The late STAN WILSON can truly be considered to be the father of the whole folk boom which swept across the United States and beyond in the mid-fifties. One of the first headliners at the legendary (original!) hungry I, he remembers the days before the establishment even had a microphone. His performances were unforgettable, and his art was the unique way he would give center stage to each song he sang, making his show a series of events, not just a simple listening experience.
Before he passed away in June 2005, Stan Wilson paid his own tribute to the young artist he had so greatly influenced.
Stan Wilson was plowing the first furrows of the great folk music movement in San Francisco when Travis Edmonson, on the road making the sing-for-your-supper circuit, first met him in the early fifties.
Though the young singer was only just out of college, and still not exactly sure where to make his career, Stan Wilson was already impressed with the qualities he observed in this burgeoning talent from Arizona.
“He was very sincere in his singing, could play the guitar well and had a beautiful singing voice. It really surprised me to learn that he wasn't already an established professional.”
Perhaps not quite, but after seeing Stan Wilson perform on stage, a decision was quickly made, and Travis Edmonson had no doubt that he wanted to follow in the steps of the dazzling maestro.
“It was wonderful when he came and told me what an inspiration I was,” states Stan Wilson with particular pleasure. “Travis was kind enough to say that he studied my presentation on stage, and learned from me. Few have made a point of saying that like Travis.”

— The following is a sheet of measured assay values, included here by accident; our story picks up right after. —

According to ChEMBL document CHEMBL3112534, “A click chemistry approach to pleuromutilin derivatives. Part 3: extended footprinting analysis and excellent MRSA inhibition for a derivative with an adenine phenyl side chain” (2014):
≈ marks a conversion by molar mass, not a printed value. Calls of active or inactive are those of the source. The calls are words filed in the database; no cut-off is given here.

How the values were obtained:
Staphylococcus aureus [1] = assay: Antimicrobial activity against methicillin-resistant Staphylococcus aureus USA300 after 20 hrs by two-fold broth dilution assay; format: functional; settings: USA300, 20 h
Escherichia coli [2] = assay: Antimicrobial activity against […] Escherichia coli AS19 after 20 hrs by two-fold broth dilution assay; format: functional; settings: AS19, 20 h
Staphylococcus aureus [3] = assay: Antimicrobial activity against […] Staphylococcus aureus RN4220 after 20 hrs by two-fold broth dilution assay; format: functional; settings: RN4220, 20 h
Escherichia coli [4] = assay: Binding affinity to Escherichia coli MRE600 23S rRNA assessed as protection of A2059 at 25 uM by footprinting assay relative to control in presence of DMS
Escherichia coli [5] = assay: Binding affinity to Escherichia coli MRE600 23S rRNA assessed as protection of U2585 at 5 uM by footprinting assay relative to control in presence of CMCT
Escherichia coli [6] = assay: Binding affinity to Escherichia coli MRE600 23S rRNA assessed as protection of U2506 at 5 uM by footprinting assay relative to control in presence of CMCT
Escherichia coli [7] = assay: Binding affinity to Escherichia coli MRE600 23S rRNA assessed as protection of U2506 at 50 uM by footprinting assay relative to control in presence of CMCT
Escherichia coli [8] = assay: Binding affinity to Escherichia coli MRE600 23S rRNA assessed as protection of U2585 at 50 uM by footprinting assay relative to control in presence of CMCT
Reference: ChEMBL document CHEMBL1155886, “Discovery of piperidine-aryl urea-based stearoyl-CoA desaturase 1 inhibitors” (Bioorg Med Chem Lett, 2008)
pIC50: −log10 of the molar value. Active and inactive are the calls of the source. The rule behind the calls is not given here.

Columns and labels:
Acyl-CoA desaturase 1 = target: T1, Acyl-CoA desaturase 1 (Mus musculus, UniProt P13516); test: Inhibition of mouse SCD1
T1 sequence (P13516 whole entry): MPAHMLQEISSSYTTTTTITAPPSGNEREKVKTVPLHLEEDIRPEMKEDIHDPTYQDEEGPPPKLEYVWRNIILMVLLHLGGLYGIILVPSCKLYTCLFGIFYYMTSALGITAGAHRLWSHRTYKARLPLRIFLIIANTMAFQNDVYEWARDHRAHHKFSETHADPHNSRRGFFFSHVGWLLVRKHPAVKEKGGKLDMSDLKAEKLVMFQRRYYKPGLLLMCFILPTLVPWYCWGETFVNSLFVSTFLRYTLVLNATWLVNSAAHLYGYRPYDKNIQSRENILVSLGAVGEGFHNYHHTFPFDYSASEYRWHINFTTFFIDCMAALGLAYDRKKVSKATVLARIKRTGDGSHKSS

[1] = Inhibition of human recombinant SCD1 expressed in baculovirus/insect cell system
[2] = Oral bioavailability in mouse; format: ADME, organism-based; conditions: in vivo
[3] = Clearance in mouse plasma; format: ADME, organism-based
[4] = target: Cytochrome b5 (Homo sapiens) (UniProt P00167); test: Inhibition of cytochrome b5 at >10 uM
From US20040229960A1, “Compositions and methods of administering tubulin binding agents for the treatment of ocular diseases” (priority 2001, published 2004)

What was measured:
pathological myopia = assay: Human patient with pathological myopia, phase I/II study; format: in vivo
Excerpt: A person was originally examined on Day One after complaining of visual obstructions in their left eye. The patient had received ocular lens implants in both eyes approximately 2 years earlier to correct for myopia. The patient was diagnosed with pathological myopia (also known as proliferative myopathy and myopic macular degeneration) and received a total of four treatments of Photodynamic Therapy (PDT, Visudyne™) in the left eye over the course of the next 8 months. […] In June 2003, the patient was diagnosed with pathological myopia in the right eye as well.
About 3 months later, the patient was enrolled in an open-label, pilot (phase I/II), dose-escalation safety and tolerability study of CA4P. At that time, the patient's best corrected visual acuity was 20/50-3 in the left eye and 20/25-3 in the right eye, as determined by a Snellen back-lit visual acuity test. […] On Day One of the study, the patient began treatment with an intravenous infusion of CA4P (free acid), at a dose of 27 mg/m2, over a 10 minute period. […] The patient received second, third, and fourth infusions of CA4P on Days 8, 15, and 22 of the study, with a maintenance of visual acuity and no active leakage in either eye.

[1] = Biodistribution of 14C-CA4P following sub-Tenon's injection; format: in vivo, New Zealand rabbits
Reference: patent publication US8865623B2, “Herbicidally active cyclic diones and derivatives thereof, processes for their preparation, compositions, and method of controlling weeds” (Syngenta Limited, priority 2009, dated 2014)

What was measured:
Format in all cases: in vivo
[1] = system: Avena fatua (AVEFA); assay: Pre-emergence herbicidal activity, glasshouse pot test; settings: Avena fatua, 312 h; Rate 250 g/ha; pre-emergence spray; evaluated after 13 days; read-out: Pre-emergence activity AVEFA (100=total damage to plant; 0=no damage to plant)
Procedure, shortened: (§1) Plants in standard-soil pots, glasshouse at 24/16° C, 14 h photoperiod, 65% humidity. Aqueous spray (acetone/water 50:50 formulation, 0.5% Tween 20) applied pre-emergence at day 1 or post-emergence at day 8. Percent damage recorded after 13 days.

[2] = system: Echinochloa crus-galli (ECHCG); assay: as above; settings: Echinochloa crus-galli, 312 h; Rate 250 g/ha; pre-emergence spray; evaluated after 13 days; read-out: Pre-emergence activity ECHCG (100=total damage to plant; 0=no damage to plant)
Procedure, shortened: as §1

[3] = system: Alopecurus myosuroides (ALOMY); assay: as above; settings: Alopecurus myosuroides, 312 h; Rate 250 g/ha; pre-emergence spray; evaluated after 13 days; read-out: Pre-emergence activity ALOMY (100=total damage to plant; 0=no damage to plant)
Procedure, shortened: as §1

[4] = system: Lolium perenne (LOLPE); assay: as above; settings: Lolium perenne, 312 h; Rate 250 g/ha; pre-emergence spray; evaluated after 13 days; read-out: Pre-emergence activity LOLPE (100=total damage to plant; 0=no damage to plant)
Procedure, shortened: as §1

“Coming from Travis, that means a lot, because I admire his work so completely. If he got some of that great style from me, it's a real turn on.”
He adds that in show business, such compliments may flow like water, but few are rendered with the earnestness with which Travis Edmonson expresses his sentiments. “Being genuine like that is something rare indeed,” he adds.
Commenting on the much-witnessed humanitarian characteristics of Travis Edmonson, Stan Wilson declares, “even when I would meet him off stage, I could still see how much he exuded a love of people, an admiration for his fellow man.”
“There are not too many people in show business who have that kind of communication and feeling through their music for each other as human beings. I've felt it, and I know a lot of other people pick that up from Travis.”
Stan Wilson concludes, I'd sum up my feelings like this. I'm a heavy admirer of Travis and what he has done in our genre of music. There simply isn't a higher compliment I can pay another entertainer!”
visit the Stan Wilson web pages at
Before his death in June 2005, after being out of contact for many years, Stan Wilson reconnected with Travis Edmonson in 2004, something very much the spirit behind the new folk memories website they both participated in at
where artists and other individuals who experienced the great folk era may get in touch with one another and share their recollections of the times. Read Travis Edmonson's own appreciation of Stan Wilson in the FEATURES section of travisedmonson.com.
by Travis Edmonson
Photographer BOB ROSENBAUM recalls a cherished memory, and offers us a new picture of Travis Edmonson
GREAT GIFT IDEAS
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